Steamed Fish w/ Ginger & “Thai Miso” ปลานึ่งเต้าเจี้ยว

Print Friendly, PDF & Email

“Tao Jiew” is the Thai version of miso. It’s fermented soybean paste that is salty with a touch of acidity, and it goes incredibly well with fish! We also add loads of ginger which is a flavour match made in heaven with fish as well. I’m using black cod here, also known as sablefish, as it’s flaky, tender, fatty, and a sustainable species here in BC, Canada. Feel free to use any white, mild flavoured fish local to your area.

This is one of my favourite ways to eat fish, and it takes just a few minutes to cook. Make your sauce while you preheat the steamer, and the fish only takes a few minutes to steam.

If you don’t have a steamer like mine you can also buy a steamer rack from a Chinese grocery store, place it inside a wok or a large stock pot and turn it into a steamer. You can cover it with foil if you don’t have a wok lid. You can even use a roasting pan as long as it can withstand direct heat.

RELATED VIDEOS: Tom Yum Soup with Fish Recipe

 


Print
steamed fish with ginger

Steamed Fish w/ Ginger & “Thai Miso” ปลานึ่งเต้าเจี้ยว

  • Author: Pailin Chongchitnant
  • Yield: 3-4 servings

Ingredients

  • 2-3 lemongrass tops (optional, see note)
  • 3 fish steaks, about 500g total (see note)
  • 1 tsp soy sauce
  • 2 Tbsp tao jiew (Thai soybean paste, see note)
  • 1 Tbsp sugar
  • 1 Tbsp soy sauce
  • ½ cup chicken or pork stock, unsalted
  • 2 inches ginger, julienned
  • 4 cloves garlic, chopped
  • 1-2 Thai chilies, to taste, cut into big chunks or 1/4 tsp ground white pepper (optional)
  • 1 green onion, sliced thinly on a bias and keep the white and green parts separate
  • Red pepper juliennes for garnish (optional)
  • Jasmine rice for serving

Shop Ingredients and Tools I use


Instructions

Preheat the steamer and bring the water to a full boil.

Smash lemongrass tops, then cut into 3-inch pieces and line bottom of a plate that you’re using to steam the fish. Place the fish steaks on top of the lemongrass and drizzle the soy sauce on to each piece of fish and let it sit in the fridge while you prep the sauce.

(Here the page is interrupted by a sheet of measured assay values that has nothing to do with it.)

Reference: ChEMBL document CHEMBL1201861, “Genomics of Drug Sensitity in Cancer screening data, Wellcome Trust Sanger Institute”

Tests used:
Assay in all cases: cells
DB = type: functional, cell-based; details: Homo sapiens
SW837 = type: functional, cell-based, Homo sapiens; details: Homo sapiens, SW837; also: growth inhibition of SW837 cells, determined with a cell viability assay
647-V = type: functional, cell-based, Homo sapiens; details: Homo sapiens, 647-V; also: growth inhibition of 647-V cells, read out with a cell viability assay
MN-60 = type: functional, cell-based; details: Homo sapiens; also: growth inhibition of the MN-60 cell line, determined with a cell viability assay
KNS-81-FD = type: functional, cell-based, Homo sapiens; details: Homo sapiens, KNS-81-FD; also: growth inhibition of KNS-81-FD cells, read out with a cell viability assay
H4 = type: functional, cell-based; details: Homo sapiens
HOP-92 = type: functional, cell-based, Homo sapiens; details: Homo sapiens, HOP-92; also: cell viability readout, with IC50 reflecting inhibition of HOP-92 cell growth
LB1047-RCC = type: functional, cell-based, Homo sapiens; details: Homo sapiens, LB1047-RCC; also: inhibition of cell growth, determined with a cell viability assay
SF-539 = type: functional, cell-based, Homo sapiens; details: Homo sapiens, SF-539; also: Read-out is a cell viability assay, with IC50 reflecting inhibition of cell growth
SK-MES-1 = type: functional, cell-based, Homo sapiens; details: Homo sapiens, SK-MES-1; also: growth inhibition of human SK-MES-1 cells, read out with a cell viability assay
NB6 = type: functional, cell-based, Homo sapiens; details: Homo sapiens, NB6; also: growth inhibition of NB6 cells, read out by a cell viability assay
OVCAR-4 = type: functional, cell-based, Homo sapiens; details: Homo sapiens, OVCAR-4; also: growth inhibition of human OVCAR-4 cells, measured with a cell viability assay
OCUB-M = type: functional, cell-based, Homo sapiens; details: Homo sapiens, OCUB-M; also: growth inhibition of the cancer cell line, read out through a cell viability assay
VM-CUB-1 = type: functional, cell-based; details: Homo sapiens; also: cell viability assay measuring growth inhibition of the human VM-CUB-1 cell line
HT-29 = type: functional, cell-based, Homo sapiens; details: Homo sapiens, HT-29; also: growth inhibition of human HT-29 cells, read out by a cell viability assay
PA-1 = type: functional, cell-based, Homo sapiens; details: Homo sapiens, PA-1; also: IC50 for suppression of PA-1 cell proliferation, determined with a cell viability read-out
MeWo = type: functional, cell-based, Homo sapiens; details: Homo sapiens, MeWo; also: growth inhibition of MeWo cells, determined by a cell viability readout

In a small bowl, combine tao jiew, sugar, soy sauce, stock, and stir to dissolve the sugar. 

In a small pot, saute the garlic and ginger in a little bit of vegetable oil for a minute until aromatic, then add the sauce mixture. Add the chilies or pepper, and let the sauce simmer for 2 minutes. Remove from heat and add the white part of the green onions. Keep covered so it stays warm.

Steam the fish for 7-8 minutes or until cooked through. (Note: If the steamer is ready, you can steam the fish while you cook the sauce to be extra efficient).

Once the fish is done, spoon off or pour off most of the collected water on the plate (if you’ve got a tablespoon or so of water left that’s fine).  If using black cod, pull out pin bones which should come out easily if the fish is cooked through. Pour the sauce over the fish, distributing the ginger and garlic all around. Top with the green part of green onions and julienned red pepper for garnish. 

Serve immediately with jasmine rice. Enjoy!

Support Hot Thai Kitchen


Notes

  1. Because I only cook with the bottom half of lemongrass (the more flavourful part), I keep the tops in my freezer for stock and other things like this! I line the plate with the lemongrass tops so the fish can be propped up, allowing heat to circulate more evenly. And the little bit of infused flavour is a bonus.
  2. You can use any tender flesh, mild-flavoured white fish available to you. I am using black cod which is a widely available local species here in Vancouver. 
  3. If you local Asian grocery store has a lot of Thai products, there’s a chance they may carray tao jiew. If not, you can try using Japanese miso or the Korean doenjang. But because the Japanese and Korean versions are much thicker, start with just 1 Tbsp and thin it out with another 1 Tbsp of water. Make sure you taste and adjust the seasoning of the sauce first. I tried to look for this on Amazon to put into my Kit, but there isn’t any available. However, the people at importfood.com has it here.

Keywords: fish, steamed fish, healthy, steaming

More From Hot Thai Kitchen